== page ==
The Latitude 64 Pure is giving my Gateway Wizard serious competition for a spot in my bag, and that says an awful lot. Tim over at mindbodydisc.com pointed me toward the Pure and I’m convinced he just wanted to watch me obsess over which amazing putter would win the battle for a spot in my disc golf bag.
Latitude 64’s Pure Notes
“Featuring a comfortable grip and slightly deeper rim than Spike it will hold the line given to it on your approach shots. Pure is the second disc co-designed by Jesper Lundmark.”
Available plastics: Zero Soft, Zero Medium, Zero Hard, Opto
Flight Rating: 3, 3, 0, 1
Pure Initial Reactions
I adore flat top putters, and that’s what the Pure is. I was hesitant about the rim because I typically prefer beefy, blunt putters, but the Pure felt just fine as I hit the course. The Pure’s concave rim is not nearly as pronounced as something like Vibram Sole and it’s beadless which appeals to my small hands.
Pure By the Numbers
Flight chart courtesy of inbounds Disc Golf
After review the Latitude 64 Pure on three different courses and in three different plastics I’d estimate the numbers are quite close although I’d give it a 1.5 stability rating mostly due to it’s ability to pull nicely out of a strong anhyzer.
Pure Putting Notes
As a putter, the Lat 64 Pure excellently handles any style and any type of throw. It holds just about any line but on a straight line has a predictable fade at the end actually quite similar to a beat up Gateway Wizard. The Pure’s consistency stands out more than any other characteristic; consistency for any type of putt ranging from hyzer to anhyzer, lofty spin to deadly accurate turbo putt. It handles a breeze as well as any other putter and I only had one putt out of about 50 roll any significant distance. I simply don’t have anything negative to say about the pure inside 75 feet.
Besides consistency in all areas, what surprised me the most was the elevator shot. The Pure is easy to float upward in a controllable manner. Many putters will turn hard when they stall and fade hard after, but the Pure rises and drops on nearly the exact line on which I throw it. It is by far the best stall putter I’ve ever thrown. The video below demonstrates the Pure’s ability to rise on command followed by anhyzer putts that pull out of the line just before impact. The last segment shows turbo putts which are quite accurate when thrown on a slight turn but drop when thrown straight.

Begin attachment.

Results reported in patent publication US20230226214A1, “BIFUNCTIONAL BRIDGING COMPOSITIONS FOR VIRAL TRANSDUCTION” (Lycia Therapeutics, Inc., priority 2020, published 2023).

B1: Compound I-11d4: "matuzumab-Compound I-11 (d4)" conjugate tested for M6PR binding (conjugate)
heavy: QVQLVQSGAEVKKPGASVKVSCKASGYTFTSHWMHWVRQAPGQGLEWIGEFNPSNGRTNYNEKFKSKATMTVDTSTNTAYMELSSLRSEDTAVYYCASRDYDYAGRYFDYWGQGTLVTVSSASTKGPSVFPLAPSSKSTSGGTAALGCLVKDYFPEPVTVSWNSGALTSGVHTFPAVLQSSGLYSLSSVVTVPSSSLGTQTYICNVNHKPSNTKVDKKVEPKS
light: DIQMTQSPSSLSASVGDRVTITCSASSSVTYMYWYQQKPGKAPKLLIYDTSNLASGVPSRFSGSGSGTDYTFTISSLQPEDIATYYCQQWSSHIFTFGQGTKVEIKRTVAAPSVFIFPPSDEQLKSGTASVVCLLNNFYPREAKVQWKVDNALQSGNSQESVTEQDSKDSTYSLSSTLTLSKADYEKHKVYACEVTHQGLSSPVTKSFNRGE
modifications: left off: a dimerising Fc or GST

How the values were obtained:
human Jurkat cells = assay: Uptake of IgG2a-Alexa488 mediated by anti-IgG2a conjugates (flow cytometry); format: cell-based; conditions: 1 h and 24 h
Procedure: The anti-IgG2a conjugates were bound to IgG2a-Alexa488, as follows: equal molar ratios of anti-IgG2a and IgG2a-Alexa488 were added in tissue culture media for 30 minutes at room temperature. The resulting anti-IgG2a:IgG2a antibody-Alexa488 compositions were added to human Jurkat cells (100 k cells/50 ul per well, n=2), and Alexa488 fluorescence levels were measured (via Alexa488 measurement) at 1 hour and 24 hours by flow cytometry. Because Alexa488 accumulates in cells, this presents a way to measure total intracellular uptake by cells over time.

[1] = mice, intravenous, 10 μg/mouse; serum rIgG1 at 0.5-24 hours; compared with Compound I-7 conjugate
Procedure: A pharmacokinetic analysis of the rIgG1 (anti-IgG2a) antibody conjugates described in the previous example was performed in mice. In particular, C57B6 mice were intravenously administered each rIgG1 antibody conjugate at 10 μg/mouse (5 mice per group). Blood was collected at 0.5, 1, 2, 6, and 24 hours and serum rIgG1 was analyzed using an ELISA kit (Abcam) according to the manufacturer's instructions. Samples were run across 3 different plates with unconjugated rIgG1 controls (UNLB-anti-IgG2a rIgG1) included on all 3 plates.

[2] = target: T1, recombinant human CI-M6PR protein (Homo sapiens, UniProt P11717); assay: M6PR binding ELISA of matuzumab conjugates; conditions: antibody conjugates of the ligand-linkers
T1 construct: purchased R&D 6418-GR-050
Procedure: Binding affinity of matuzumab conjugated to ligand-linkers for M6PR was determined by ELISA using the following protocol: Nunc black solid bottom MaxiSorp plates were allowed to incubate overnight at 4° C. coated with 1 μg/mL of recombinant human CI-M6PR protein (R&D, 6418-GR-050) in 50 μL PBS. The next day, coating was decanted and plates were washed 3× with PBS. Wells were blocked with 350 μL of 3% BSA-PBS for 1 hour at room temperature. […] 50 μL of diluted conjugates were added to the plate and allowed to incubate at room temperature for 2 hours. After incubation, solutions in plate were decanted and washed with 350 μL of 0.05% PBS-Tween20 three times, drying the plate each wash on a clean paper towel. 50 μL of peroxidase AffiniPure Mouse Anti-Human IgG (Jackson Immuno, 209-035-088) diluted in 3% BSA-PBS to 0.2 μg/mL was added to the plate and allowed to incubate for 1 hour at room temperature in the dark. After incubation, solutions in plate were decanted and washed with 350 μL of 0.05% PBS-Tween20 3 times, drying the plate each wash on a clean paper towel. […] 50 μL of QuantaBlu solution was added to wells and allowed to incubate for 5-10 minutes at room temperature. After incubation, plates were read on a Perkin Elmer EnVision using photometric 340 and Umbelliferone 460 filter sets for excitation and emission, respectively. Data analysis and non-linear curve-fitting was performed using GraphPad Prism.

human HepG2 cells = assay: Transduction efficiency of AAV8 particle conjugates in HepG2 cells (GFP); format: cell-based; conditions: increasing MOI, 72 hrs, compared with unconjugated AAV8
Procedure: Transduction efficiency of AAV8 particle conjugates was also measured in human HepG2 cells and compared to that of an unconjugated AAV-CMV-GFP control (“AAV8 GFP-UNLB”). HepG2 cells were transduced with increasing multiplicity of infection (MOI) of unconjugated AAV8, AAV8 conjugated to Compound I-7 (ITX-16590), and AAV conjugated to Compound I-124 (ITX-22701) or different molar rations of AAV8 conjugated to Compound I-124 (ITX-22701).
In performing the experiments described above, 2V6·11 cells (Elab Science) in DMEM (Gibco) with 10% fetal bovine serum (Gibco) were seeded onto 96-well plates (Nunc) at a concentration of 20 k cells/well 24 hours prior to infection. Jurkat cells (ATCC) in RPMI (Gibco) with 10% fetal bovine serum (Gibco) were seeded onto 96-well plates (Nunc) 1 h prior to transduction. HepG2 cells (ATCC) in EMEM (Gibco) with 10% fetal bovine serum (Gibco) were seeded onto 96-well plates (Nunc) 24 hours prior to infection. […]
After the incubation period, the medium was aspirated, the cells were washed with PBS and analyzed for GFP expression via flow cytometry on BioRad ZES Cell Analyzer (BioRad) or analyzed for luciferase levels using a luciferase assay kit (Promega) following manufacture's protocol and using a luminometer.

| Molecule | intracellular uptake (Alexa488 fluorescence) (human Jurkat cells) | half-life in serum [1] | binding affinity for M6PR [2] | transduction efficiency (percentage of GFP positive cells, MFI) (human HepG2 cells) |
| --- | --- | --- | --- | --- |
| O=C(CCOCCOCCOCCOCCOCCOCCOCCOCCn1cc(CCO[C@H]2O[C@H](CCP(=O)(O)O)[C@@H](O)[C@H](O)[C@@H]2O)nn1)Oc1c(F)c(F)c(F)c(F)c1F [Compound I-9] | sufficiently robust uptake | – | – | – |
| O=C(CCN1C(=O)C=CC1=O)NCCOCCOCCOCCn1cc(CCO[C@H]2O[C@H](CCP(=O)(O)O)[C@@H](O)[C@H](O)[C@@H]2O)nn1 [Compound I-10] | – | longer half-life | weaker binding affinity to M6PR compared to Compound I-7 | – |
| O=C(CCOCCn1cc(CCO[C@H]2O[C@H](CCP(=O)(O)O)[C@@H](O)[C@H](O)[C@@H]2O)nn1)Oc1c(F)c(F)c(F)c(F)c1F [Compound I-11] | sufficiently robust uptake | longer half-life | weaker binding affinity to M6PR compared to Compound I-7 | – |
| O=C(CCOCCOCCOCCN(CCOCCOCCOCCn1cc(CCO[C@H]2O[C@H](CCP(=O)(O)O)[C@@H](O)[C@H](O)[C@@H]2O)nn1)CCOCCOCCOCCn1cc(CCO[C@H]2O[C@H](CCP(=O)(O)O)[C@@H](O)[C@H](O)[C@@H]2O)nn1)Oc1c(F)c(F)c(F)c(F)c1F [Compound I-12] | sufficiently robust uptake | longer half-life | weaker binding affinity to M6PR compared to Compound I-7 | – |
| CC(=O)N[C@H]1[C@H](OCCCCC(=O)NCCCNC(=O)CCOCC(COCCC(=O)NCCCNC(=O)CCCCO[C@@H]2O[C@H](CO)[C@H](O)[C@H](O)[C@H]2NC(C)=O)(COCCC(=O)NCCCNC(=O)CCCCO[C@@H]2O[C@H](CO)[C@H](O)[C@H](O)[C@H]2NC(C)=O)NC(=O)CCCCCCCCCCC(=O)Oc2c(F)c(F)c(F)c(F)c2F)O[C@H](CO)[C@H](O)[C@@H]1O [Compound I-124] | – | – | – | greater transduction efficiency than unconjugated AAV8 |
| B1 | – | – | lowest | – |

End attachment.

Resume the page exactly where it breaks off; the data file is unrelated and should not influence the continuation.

The Pure holds almost any line when thrown with a fan grip 150-200 feet, but will display a gentle turn with a fan grip. It can be thrown incredibly straight reminding me of the MVP Atom, but it can also hold an incredibly nice anhyzer with a smooth fade like the Wizard despite being less stable than the Wizard. I find that it has just a little less glide than the Wizard so the earlier drop helps my control and the nose isn’t blunt so there were very few skips and roll-aways.
Latitude 64 Pure Final Verdict
I’m totally infatuated with the Latitude 64 Pure in case you couldn’t tell by the end of this review. I’d have to recommend that everyone at least try a Pure and compare it to the putters in your bag. Easy to throw for the basic throws, but it holds well on the specialty shots from stall putts to long gentle anhyzers inside 250. By the way, I drove an Opto Pure 280 on a slight anhyzer to birdie a 300 foot hole; that’s when I fell in love.
The Latitude 64 Pure is one of the putters that every disc golfer should try. You can pick one up from Infinite Discs here: https://infinitediscs.com/Latitude-64-Pure
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